Q. What is the breakfast of champions?
A. Whether grabbing a doughnut is better than no breakfast at all remains to be seen, Leidy says. “Some of our studies suggest that it is better to eat something for breakfast as opposed to skipping,” she says. “On the other hand, we also show that eating a high sugar/high carbohydrate breakfast is detrimental in terms of appetite control and snacking.”
A breakfast high in protein -- such as Greek yogurt with blueberries, granola, and nuts, or a breakfast burrito with eggs, lean meat or soy, and vegetables -- is a better choice, Leidy says.
Q. Can eating breakfast make me smarter?
A. It’s probably too late for you, but it might work for your kids.
An observational study of Chinese kindergartners published in 2013 found that those who regularly ate breakfast had higher IQ scores than their peers who didn’t. The difference remained even after accounting for other factors that can influence IQ, such as parents’ education and occupations.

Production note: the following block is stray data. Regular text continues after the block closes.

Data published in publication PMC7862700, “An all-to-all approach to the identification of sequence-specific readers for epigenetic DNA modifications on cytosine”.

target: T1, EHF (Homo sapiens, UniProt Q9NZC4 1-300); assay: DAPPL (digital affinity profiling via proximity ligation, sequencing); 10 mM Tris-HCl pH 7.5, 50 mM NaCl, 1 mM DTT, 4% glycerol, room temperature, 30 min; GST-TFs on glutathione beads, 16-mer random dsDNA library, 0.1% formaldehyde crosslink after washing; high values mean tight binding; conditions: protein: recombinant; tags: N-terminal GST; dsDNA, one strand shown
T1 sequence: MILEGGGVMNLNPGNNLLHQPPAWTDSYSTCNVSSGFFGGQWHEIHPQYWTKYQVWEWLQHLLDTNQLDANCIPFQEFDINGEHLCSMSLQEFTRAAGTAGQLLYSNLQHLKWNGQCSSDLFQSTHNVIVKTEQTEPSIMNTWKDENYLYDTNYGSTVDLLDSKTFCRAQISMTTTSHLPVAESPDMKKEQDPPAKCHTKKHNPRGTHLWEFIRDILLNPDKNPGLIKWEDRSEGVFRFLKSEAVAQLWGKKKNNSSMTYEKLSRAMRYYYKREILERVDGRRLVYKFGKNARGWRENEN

Casazza, although skeptical of the benefits of breakfast for adults, says “a significant amount of data” support the meal’s importance for the brain in children and teens.
There may be other benefits as well. A study of more than 4,000 children in the U.K., published Sept. 2 in PLoS Medicine, suggests that children who eat a daily breakfast may have a lower risk of getting type 2 diabetes.
Mekary, who has a 3½-year-old daughter, says, “I would never send her to preschool without breakfast.”
Q. Does eating breakfast each day help keep the doctor away?
A. “My findings highly suggest that breakfast is beneficial for you,” Mekary says.
Besides the lower risk of type 2 diabetes in breakfast-eaters in the Nurses Health Study, reported in 2013 in the American Journal of Clinical Nutrition, she and her colleagues have published findings of a link between eating breakfast and the lower risk of other diseases. In 2013, they wrote in the journal Circulation that eating breakfast was linked with a lower risk of heart disease in the all-male Health Professionals Follow-Up Study. And in 2012, using data from the health professionals study, they reported in the American Journal of Clinical Nutrition that men who ate breakfast also had a lower risk of type 2 diabetes.